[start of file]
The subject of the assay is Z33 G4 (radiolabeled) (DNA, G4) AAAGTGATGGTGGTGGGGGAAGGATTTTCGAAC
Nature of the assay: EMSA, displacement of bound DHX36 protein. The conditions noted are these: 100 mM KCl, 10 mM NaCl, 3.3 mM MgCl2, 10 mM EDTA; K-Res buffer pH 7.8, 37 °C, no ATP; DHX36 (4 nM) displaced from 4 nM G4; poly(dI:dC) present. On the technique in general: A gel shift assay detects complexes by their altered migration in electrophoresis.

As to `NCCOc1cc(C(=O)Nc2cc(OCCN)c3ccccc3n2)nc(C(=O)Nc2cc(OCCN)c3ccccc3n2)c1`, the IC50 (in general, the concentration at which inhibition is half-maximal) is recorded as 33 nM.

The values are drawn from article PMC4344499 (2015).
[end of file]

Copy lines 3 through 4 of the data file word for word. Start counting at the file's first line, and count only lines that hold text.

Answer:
As to `NCCOc1cc(C(=O)Nc2cc(OCCN)c3ccccc3n2)nc(C(=O)Nc2cc(OCCN)c3ccccc3n2)c1`, the IC50 (in general, the concentration at which inhibition is half-maximal) is recorded as 33 nM.

The values are drawn from article PMC4344499 (2015).